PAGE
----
Nowadays, we are forgetting something extremely important, and thereby experiencing more problems than we need to. This is what we are forgetting:
Every single human being is unique. Though we share attributes, we do not march in mental lockstep. Every human has different experiences, thoughts, dreams, ideas, opinions. If we accept this truth and — through civilized interaction — learn from one another, we grow, both individually and as a society. If we insist, however, that 100 out of 100 people think and act the same, we relinquish creativity and life.
Jewelry designer Robin Kahn learned this lesson over 27 years of teaching special education in Florida and Washington. Now retired, she applies it to both her day-to-day living and her art.
“My students, each one special, were ages 5-10 with a wide range of developmental challenges both academically and behaviorally,” the Spokane artist says. “What I learned from these children is that each of us is unique. As I got to know each child, I could then divine and fashion an individual approach to help that child grow and learn.
“I am now creating jewelry full time. I believe my creative process for designing jewelry is inspired by my students, each one different and unique. My jewelry is designed with no two pieces identical. Each has its own shine.”
Each has its own shine.
Hunting at the Hardware Store
Specializing in copper and silversmithing earrings, necklaces, and bracelets, Kahn is constantly focused on refining her skills as a metalsmith. Her first foray into jewelry making was years ago, a class on beading that, unexpectedly, unlocked the hidden artist within and a passion to get to know her. Since then, she has never stopped taking classes, from beading to coppersmithing, from yard art welding to ceramics. Each learning experience adds to her repertoire of creativity and ideas.
“To say I work with a range of materials is an understatement,” Kahn says. “I love nothing better than hunting at hardware stores, garage sales, and auctions, foraging to find unusual materials that can be used in a unique and different way than was originally intended.
“Buttons, drawer pulls, coins, pottery, beads, car parts, keys, bullet casings, rocks, recycled copper — this is Nirvana for someone who likes to discover and give new life to the unusual!”
Not surprisingly, it requires a fair amount of space to not only store all the materials Kahn uses to create her craft, but to transform those raw materials into completed, wearable art.
Filling the Workshop with Unique Items
Initially, her studio space was a six-foot folding table set within the well equipped workshop of her husband, Marv, a retired math teacher who “can fix and fabricate most anything.”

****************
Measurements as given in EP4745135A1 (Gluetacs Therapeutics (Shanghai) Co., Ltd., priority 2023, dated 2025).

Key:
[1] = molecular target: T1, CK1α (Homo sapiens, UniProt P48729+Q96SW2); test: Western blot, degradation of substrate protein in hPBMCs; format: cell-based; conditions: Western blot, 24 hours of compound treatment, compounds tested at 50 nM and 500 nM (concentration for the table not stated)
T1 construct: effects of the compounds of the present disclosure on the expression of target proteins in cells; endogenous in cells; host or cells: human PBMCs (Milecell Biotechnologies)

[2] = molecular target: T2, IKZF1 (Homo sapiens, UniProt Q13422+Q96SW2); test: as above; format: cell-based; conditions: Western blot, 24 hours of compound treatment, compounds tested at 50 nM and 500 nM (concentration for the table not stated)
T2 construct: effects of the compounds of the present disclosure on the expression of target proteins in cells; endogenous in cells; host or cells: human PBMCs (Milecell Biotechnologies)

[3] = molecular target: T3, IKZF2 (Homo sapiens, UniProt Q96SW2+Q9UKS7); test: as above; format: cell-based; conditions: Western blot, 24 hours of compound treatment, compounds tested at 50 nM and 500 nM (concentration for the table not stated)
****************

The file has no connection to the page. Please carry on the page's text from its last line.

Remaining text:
Over time, she added kilns, a soldering station, a jeweler’s bench, storage for the many beads that she adores and accumulates, cabinets for gems, multiple tables for assembling completed pieces, display racks for shows, storage for specialized tools, and space for enameling, metal fabricating, and forming. If you’re wondering how this impacted Marv, well,
“Marv’s shop has migrated into a new space in our backyard.”
It works. And they’ve each found their happy space.
Kahn’s latest focus involves enhancing individual pieces with texture, design, and patina. Using bits of lace, fibers from a lime bag, cactus or leaf skeletons, hammers and metal stamps, Kahn incorporates unconventional elements onto the metal surfaces of her jewelry pieces. Ideas ebb and flow during this process, she explains — often what she thought was going to emerge evolves into something very different.
“Being open to this evolving process is why I love sitting down to make jewelry.”
Traveling to Shows
Every year, Kahn takes part in the Little Spokane Artists Studio Tour at the end of September, and this year will also be at the Sun City Oro Valley, AZ, November Art Fair. She also attends the Tucson Gem and Mineral show which, with more than 4,000 vendors, is the largest, oldest, and most prestigious gem and mineral show in the world.
It’s been many years since that first jewelry class that started this journey, but for Kahn, every time she sits down to create a jewelry art piece, it’s a new, and unique experience.
“The process of fabricating a new piece starts out with a vision of color, texture and shape that inevitably evolves. Each piece finds its own direction, until ultimately, the final design is revealed.”
And the important thing about that final design is that it is unique, original, and one of a kind.
Just like each of us.
Contact the gallery, located at 219 East Main Street, Dayton, WA, by phone at 509.382.2124 or e-mail firstname.lastname@example.org. Gallery hours are 9 a.m. to 5 p.m. from Monday through Friday, and by appointment. Visit the Wenaha Gallery website online at www.wenaha.com.